“I am a quintessential Sputnik generation member,” says Howard Messing. At age five, he stood with his father on the porch of their home in Cambria Heights, New York, and gazed overhead, where Sputnik sailed in low Earth orbit at a speed of 18,000 miles per hour. Fear and awe welled up in him as he listened to the satellite’s beeping on the radio.
After that evening, Messing dived into science. At age six he represented his class at a local science fair, using tiny model boats to explain magnetic poles. He started taking trips to New York’s American Museum of Natural History and its Hayden Planetarium. At 14, he became the president of the museum’s junior astronomy club. And at age 16, he enrolled at MIT.
“At some point I saw MIT win the television show G.E. College Bowl five weeks in a row, and the enthusiasm and earnestness of the students impressed me,” he says. “After that, I never thought about going anywhere else.”
Messing excelled at physics and computer science at MIT, ultimately earning a degree in Course VI, electrical engineering and computer science. Shortly after graduation, he interviewed at a hospital software company called Meditech with Neil Pappalardo ‘64, then its president. He got the job and stuck with it for 37 years, ultimately becoming president and CEO. Helping hospitals and other health facilities provide better, safer, and more organized care at less cost has been a source of great pride, he says.
In addition to his work at Meditech, Messing also serves as chair of the board at the Museum of Science in Boston, where he works to bolster the informal science education that takes place outside of classrooms and to improve public perception and understanding of science, engineering, and math.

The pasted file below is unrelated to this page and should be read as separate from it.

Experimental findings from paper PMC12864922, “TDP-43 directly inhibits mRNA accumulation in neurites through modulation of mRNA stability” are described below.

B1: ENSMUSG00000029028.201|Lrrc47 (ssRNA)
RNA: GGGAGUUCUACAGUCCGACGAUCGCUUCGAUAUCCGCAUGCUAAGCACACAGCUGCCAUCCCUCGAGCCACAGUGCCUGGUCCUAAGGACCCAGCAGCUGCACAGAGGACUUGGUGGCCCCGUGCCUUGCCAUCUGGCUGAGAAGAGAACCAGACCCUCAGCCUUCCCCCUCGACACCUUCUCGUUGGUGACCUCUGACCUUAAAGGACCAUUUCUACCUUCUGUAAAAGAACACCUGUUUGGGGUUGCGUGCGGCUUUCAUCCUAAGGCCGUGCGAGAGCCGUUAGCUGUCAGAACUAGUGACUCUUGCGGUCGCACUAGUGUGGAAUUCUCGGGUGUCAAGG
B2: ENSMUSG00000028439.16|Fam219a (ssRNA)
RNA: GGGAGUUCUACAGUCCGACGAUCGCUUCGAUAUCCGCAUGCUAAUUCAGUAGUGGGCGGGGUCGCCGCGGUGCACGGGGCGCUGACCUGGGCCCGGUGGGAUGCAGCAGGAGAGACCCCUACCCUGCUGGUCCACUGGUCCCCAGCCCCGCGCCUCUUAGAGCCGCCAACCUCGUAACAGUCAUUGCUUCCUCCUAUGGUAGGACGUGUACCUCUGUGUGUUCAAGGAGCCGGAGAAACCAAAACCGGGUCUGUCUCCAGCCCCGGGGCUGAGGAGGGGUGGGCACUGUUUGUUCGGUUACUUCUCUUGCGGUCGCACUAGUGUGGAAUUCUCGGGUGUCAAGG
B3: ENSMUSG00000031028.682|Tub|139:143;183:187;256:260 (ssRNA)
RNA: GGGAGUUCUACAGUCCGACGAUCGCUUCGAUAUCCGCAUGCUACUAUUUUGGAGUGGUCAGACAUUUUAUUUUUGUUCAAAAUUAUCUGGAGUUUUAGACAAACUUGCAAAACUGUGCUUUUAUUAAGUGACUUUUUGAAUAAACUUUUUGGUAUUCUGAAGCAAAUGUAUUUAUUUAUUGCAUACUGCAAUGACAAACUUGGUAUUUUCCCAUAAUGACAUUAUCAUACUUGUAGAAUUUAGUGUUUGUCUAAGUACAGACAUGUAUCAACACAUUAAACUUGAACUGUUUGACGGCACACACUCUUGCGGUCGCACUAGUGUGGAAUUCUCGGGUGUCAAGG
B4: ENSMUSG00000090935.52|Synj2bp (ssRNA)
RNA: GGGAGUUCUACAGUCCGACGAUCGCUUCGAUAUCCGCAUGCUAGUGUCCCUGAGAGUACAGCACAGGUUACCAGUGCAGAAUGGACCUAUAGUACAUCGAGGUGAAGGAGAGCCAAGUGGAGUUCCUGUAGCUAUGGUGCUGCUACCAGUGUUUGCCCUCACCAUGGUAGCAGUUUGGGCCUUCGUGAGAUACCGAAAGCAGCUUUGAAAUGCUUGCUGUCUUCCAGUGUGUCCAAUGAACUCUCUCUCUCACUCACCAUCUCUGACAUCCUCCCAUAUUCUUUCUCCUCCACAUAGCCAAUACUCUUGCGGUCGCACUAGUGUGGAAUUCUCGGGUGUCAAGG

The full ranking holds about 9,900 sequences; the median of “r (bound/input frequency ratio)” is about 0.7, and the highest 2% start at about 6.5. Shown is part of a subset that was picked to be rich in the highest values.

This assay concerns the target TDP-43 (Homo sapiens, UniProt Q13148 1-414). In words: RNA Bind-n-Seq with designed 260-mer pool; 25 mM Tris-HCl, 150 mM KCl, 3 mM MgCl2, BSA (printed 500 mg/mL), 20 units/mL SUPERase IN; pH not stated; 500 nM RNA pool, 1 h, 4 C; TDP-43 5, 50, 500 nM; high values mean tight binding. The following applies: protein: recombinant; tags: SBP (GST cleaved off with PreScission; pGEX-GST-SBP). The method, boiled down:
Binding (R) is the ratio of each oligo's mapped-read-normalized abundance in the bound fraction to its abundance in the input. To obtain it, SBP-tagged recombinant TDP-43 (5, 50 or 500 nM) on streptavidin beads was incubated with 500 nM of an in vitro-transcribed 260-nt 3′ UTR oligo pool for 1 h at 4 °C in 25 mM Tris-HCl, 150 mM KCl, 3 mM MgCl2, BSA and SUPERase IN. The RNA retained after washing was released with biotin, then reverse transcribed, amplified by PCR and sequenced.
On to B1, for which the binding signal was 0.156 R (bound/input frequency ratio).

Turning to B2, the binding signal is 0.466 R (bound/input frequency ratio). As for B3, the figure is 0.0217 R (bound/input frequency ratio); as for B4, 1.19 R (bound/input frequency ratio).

In his little spare time, he enjoys traveling with his wife, Colleen, who serves with him as an MIT Patron of Physics Fellow—or “cheerleader,” as they put it. They have two children and have been on numerous trips with the MIT Alumni Travel Program. And all the while, Messing’s scientific explorations have continued; most recently, he has been fascinated by geology, accumulating a collection of minerals that he loves showing to friends and family.
Messing likens his attraction to minerals to his love for astronomy. “It’s about experiencing the beauty of nature and trying to understand where it all comes from,” he says.
This startup wants to copy you into an embryo for organ harvesting
With plans to create realistic synthetic embryos, grown in jars, Renewal Bio is on a journey to the horizon of science and ethics.
VR is as good as psychedelics at helping people reach transcendence
On key metrics, a VR experience elicited a response indistinguishable from subjects who took medium doses of LSD or magic mushrooms.
This artist is dominating AI-generated art. And he’s not happy about it.
Greg Rutkowski is a more popular prompt than Picasso.
This nanoparticle could be the key to a universal covid vaccine
Ending the covid pandemic might well require a vaccine that protects against any new strains. Researchers may have found a strategy that will work.
Get the latest updates from
MIT Technology Review
Discover special offers, top stories, upcoming events, and more.